A 60-year-old royal decree largely dictates mental health in Morocco, but the government and outside institutions have been working to address this outdated decree in the last decades. A Dahir, or King’s decree, emerged in 1959, which determines Morocco’s mental health program, rights of patients and other aspects. Due to the inadequacy of the law, the Ministry of Health has and still is working on a new law to address treatment for mental health in Morocco.
The Current Situation for Mental Health in Morocco
In 2009, the government published a mental health profile of the country’s general population. The government’s report on mental health in the country used a random sample that it took of the population. Researchers interviewed nearly 5,500 people and over 40% of those interviewed had an active mental disorder.
Mental health disorders were more frequent among women, the divorced, unemployed and those in urban areas. More recent data on Moroccan mental health add credence to these older findings.
A 2019 study in the Annals of General Psychiatry outlined that one in five children in Morocco suffered from insomnia, depression or anxiety. Half of the mental health issues in Morocco’s children started at the age of 14. The Moroccan Ministry of Health published that nearly half of all adolescents it studied suffer from a mental health disorder. Morocco’s adolescents make up nearly 9% of the country’s total population. Outside institutions like the World Bank state that women and those who are young require special attention. The World Bank described the important relationship between education, work productivity, family care and mental health.
The Moroccan government and the World Health Organization (WHO) are addressing mental health shortcomings with three major goals; drafting new legislation on mental health, building more hospitals and increasing the psychiatric workforce. The WHO’s “Country Cooperation Strategy for 2017-2021″ focuses on the entirety of the health care system in Morocco. However, legislative scrutiny is addressing mental health in Morocco, specifically.
Addressing the 1959 Dahir
The government adopted draft legislation in 2015 that addressed the outdated nature of the 1959 Dahir. The law emerged to protect the rights of those with mental health disorders. After scrutiny from health care professionals in Morocco, the government announced that the law would go under review in consultation with the Moroccan Society of Psychiatry or other leaders in the mental health field. The draft law is currently still under review.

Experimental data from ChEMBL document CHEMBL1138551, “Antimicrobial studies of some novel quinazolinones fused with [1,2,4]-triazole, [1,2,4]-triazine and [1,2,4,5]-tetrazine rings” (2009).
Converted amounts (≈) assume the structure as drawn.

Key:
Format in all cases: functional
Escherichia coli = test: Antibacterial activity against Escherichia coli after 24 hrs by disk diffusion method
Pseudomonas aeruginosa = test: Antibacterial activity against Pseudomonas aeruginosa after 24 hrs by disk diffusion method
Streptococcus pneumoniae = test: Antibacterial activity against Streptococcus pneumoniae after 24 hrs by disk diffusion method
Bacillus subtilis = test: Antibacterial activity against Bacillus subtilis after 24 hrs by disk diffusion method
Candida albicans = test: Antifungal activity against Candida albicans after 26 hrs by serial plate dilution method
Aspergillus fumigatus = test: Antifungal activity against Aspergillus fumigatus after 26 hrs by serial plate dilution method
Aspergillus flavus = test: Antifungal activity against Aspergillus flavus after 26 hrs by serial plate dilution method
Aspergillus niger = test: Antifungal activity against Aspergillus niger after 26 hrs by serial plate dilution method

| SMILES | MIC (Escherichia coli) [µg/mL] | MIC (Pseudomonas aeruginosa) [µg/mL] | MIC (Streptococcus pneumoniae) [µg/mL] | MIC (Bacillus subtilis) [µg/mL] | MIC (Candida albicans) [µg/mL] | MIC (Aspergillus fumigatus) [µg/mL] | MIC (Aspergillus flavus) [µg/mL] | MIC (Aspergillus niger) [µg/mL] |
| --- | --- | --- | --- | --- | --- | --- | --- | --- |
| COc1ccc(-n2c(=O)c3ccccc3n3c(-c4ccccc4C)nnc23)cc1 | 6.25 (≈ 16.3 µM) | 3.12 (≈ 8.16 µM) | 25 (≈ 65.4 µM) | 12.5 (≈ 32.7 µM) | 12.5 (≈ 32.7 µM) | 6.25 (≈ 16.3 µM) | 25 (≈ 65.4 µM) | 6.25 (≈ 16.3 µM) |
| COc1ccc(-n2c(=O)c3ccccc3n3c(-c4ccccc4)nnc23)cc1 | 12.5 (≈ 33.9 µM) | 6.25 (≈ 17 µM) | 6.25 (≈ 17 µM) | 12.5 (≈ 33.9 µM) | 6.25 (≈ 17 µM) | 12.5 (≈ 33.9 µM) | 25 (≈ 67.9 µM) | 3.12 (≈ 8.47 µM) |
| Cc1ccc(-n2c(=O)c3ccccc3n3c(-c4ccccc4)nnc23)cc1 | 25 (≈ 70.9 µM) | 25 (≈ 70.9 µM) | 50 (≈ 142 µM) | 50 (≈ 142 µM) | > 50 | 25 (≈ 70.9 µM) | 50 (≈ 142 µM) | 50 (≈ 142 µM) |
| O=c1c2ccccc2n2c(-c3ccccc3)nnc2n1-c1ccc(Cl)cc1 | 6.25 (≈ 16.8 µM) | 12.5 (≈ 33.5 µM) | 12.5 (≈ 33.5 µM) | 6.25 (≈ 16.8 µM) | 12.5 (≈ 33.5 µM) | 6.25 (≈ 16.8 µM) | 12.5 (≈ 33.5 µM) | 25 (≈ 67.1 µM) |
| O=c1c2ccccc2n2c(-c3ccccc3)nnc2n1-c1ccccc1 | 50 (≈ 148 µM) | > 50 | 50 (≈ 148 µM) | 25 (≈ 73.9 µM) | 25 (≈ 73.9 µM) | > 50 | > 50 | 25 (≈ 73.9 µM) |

Building More Psychiatric Hospitals
Morocco’s mental health infrastructure is currently getting a boost. The government is building psychiatric hospitals, one of which has already started construction. These hospitals are part of a greater initiative to increase regional access to health care. In fact, a psychiatric clinic finished construction in late 2020. All of these health infrastructure creations are part of a cooperative between the WHO and Morocco.
Increasing the Mental Health Workforce
The WHO reported that the ratio of psychiatrists was at 0.4 per 100,000 in 2005. However, in 2017, that ratio was at 0.84 which means it has doubled in 12 years. The WHO’s numbers show a steady increase in this workforce. A case study of under-resourced areas in Morocco has proposed peer-therapy as a solution to the lack of available mental health physicians.
A 2017 case study in Morocco gives hope to under-resourced areas. Sixty people ages 18-33 engaged in a rehabilitation program. The researchers found that the sessions were successful. They believe peer-therapy can make up for the lack of an available workforce.
While treatment for mental health in Morocco has presented some challenges, the country is working to improve the situation. Through the implementation of new hospitals and clinics as well as peer-therapy, access to mental health care should improve for Morocco’s residents.
– Jacob Richard Bergeron